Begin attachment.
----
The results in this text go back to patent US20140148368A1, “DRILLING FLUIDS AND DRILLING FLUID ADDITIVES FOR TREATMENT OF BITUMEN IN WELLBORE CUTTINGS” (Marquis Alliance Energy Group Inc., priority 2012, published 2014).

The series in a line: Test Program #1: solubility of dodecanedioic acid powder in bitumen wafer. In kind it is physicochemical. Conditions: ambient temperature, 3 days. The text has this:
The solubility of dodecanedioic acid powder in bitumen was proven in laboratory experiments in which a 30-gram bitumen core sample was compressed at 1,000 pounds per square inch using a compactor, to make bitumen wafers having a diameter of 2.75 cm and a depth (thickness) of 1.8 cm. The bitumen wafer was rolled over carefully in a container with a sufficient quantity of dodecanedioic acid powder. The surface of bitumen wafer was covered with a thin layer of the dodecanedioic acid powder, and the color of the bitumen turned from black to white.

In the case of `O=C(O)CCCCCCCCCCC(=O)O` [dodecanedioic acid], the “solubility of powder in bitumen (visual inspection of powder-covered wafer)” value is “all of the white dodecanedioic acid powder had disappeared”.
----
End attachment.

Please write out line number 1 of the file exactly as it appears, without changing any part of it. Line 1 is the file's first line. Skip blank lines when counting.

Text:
The results in this text go back to patent US20140148368A1, “DRILLING FLUIDS AND DRILLING FLUID ADDITIVES FOR TREATMENT OF BITUMEN IN WELLBORE CUTTINGS” (Marquis Alliance Energy Group Inc., priority 2012, published 2014).